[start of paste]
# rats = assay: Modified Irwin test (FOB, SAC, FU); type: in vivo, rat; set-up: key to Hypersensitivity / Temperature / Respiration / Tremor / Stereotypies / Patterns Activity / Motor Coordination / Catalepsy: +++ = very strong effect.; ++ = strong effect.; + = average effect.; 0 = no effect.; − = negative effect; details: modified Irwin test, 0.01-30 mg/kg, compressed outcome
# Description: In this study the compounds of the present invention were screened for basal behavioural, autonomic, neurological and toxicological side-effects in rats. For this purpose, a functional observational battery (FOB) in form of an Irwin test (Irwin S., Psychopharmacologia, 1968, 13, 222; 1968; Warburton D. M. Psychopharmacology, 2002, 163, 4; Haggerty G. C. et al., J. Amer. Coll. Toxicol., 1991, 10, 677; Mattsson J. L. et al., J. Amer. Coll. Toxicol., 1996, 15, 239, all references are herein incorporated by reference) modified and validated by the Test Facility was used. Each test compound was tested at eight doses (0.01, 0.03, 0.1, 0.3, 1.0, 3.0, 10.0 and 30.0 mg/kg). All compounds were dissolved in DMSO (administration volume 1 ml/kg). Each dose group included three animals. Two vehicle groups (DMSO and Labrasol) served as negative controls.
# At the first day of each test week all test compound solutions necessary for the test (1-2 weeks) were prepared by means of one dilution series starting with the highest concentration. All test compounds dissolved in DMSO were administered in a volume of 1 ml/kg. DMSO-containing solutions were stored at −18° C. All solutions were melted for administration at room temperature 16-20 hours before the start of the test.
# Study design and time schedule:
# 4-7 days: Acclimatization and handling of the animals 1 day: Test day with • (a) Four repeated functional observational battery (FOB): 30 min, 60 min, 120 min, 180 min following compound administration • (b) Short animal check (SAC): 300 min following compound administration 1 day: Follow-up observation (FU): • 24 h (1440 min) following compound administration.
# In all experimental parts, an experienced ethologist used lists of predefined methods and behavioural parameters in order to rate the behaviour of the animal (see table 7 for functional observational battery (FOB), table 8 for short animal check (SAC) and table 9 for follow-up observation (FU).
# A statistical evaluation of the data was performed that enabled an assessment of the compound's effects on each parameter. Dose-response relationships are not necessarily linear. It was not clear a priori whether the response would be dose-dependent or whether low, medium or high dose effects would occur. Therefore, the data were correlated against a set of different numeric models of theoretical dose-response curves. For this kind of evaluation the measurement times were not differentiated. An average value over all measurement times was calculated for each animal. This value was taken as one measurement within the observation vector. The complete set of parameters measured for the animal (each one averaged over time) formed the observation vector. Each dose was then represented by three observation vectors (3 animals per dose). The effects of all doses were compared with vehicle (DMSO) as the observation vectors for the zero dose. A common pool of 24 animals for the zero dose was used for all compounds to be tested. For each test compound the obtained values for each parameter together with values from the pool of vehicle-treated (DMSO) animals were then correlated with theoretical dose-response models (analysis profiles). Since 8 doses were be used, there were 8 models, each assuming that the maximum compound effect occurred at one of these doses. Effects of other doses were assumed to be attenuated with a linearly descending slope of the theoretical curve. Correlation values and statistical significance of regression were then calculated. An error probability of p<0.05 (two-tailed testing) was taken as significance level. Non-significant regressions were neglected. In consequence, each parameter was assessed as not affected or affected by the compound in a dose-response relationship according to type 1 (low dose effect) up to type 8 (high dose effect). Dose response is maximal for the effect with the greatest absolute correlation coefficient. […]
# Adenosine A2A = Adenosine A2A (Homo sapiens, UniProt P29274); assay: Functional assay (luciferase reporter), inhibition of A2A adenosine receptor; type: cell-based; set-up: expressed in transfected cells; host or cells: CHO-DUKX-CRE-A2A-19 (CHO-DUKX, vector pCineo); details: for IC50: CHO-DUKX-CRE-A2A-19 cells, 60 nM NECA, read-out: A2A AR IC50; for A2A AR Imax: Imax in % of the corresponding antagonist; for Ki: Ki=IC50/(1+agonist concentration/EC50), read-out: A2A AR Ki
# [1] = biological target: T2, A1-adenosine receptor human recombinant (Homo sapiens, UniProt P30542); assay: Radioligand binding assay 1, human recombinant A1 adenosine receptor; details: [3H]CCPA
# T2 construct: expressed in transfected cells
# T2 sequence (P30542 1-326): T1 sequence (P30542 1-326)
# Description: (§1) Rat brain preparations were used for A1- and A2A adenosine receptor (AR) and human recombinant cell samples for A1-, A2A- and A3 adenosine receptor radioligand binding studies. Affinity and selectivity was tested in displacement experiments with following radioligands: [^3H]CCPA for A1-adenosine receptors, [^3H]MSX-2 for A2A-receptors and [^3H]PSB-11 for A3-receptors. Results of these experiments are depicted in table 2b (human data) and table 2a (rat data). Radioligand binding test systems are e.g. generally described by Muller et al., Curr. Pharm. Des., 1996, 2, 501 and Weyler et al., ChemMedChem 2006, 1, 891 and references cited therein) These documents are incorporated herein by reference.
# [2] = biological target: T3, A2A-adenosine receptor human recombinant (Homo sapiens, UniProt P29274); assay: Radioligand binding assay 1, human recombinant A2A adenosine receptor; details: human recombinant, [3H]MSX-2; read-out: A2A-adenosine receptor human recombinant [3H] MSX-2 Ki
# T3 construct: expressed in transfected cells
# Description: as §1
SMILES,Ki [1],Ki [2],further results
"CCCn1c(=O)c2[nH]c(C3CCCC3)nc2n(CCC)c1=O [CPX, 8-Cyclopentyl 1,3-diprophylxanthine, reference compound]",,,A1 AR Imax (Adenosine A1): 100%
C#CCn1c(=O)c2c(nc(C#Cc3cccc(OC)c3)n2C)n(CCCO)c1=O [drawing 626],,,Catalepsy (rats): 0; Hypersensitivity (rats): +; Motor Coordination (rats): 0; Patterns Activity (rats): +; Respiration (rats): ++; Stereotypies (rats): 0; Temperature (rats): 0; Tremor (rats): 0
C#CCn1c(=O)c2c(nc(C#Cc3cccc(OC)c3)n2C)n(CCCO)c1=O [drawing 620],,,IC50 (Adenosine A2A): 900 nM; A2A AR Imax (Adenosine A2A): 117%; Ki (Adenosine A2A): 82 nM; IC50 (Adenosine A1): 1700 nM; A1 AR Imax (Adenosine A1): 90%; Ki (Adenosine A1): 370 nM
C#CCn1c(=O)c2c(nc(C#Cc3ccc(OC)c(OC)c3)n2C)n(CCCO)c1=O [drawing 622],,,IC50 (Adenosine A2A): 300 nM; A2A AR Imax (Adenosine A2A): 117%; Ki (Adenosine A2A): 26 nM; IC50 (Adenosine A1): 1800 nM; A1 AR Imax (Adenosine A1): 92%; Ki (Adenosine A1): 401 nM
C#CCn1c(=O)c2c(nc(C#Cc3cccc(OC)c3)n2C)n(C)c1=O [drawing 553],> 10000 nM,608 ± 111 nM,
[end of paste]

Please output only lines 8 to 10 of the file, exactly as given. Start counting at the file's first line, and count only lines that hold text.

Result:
# Adenosine A2A = Adenosine A2A (Homo sapiens, UniProt P29274); assay: Functional assay (luciferase reporter), inhibition of A2A adenosine receptor; type: cell-based; set-up: expressed in transfected cells; host or cells: CHO-DUKX-CRE-A2A-19 (CHO-DUKX, vector pCineo); details: for IC50: CHO-DUKX-CRE-A2A-19 cells, 60 nM NECA, read-out: A2A AR IC50; for A2A AR Imax: Imax in % of the corresponding antagonist; for Ki: Ki=IC50/(1+agonist concentration/EC50), read-out: A2A AR Ki
# [1] = biological target: T2, A1-adenosine receptor human recombinant (Homo sapiens, UniProt P30542); assay: Radioligand binding assay 1, human recombinant A1 adenosine receptor; details: [3H]CCPA
# T2 construct: expressed in transfected cells